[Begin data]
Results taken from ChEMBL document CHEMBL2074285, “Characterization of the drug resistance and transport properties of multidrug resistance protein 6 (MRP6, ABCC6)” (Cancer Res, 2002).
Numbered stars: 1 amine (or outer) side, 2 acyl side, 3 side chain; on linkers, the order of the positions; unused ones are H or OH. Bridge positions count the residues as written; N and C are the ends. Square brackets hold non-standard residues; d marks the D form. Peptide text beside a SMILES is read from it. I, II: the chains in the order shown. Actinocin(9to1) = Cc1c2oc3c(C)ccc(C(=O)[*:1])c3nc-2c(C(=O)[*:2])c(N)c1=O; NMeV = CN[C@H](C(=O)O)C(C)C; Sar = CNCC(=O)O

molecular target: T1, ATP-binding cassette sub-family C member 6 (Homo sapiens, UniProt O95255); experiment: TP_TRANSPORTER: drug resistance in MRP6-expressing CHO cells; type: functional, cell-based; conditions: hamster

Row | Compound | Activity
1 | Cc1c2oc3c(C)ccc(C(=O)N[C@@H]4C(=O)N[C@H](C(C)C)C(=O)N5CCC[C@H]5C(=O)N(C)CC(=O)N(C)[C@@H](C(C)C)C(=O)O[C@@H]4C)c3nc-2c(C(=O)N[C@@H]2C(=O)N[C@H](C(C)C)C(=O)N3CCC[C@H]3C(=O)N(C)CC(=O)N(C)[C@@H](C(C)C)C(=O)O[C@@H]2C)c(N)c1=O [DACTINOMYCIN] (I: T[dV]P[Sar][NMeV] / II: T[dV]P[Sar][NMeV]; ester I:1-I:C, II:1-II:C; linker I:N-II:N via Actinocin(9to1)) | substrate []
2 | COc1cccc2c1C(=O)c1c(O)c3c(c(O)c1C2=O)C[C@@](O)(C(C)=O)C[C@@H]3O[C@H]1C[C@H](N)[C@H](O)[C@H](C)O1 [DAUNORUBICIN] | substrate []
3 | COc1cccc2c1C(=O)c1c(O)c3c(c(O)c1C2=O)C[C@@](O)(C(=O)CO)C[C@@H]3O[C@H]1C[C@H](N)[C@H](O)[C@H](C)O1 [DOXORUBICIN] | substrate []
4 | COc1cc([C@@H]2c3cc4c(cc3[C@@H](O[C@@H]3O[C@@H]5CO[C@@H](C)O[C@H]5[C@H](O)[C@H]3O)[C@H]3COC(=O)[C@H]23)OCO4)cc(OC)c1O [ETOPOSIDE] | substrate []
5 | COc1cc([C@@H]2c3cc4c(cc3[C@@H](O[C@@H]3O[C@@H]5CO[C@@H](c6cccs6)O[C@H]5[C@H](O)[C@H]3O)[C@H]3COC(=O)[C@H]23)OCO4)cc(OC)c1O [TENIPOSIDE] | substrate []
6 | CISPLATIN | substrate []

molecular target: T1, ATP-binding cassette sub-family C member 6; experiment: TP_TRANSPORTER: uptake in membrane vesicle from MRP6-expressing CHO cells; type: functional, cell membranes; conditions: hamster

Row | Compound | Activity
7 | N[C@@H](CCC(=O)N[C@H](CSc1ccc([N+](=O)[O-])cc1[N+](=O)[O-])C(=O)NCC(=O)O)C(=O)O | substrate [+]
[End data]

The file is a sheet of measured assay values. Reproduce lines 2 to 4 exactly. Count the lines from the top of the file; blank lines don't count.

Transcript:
Numbered stars: 1 amine (or outer) side, 2 acyl side, 3 side chain; on linkers, the order of the positions; unused ones are H or OH. Bridge positions count the residues as written; N and C are the ends. Square brackets hold non-standard residues; d marks the D form. Peptide text beside a SMILES is read from it. I, II: the chains in the order shown. Actinocin(9to1) = Cc1c2oc3c(C)ccc(C(=O)[*:1])c3nc-2c(C(=O)[*:2])c(N)c1=O; NMeV = CN[C@H](C(=O)O)C(C)C; Sar = CNCC(=O)O

molecular target: T1, ATP-binding cassette sub-family C member 6 (Homo sapiens, UniProt O95255); experiment: TP_TRANSPORTER: drug resistance in MRP6-expressing CHO cells; type: functional, cell-based; conditions: hamster

Row | Compound | Activity